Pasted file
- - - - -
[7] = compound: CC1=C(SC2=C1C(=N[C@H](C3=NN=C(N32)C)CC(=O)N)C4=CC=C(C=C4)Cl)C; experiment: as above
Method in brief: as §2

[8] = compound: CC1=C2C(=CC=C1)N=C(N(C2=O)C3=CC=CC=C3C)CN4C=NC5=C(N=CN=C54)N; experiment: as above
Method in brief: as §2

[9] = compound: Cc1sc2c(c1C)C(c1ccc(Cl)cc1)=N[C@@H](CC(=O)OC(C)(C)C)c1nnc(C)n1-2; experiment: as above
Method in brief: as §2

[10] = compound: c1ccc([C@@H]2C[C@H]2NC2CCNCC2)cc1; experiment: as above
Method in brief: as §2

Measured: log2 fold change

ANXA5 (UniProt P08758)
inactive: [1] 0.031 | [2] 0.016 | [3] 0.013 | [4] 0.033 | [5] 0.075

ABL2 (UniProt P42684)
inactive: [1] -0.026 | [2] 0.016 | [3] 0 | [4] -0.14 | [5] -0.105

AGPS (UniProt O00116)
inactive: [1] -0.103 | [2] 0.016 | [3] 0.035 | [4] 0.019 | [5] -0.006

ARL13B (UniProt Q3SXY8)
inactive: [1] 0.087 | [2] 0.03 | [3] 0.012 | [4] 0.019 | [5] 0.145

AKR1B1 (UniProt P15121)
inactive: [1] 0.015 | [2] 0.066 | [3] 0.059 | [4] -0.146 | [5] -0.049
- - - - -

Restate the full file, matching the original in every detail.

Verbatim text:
[7] = compound: CC1=C(SC2=C1C(=N[C@H](C3=NN=C(N32)C)CC(=O)N)C4=CC=C(C=C4)Cl)C; experiment: as above
Method in brief: as §2

[8] = compound: CC1=C2C(=CC=C1)N=C(N(C2=O)C3=CC=CC=C3C)CN4C=NC5=C(N=CN=C54)N; experiment: as above
Method in brief: as §2

[9] = compound: Cc1sc2c(c1C)C(c1ccc(Cl)cc1)=N[C@@H](CC(=O)OC(C)(C)C)c1nnc(C)n1-2; experiment: as above
Method in brief: as §2

[10] = compound: c1ccc([C@@H]2C[C@H]2NC2CCNCC2)cc1; experiment: as above
Method in brief: as §2

Measured: log2 fold change

ANXA5 (UniProt P08758)
inactive: [1] 0.031 | [2] 0.016 | [3] 0.013 | [4] 0.033 | [5] 0.075

ABL2 (UniProt P42684)
inactive: [1] -0.026 | [2] 0.016 | [3] 0 | [4] -0.14 | [5] -0.105

AGPS (UniProt O00116)
inactive: [1] -0.103 | [2] 0.016 | [3] 0.035 | [4] 0.019 | [5] -0.006

ARL13B (UniProt Q3SXY8)
inactive: [1] 0.087 | [2] 0.03 | [3] 0.012 | [4] 0.019 | [5] 0.145

AKR1B1 (UniProt P15121)
inactive: [1] 0.015 | [2] 0.066 | [3] 0.059 | [4] -0.146 | [5] -0.049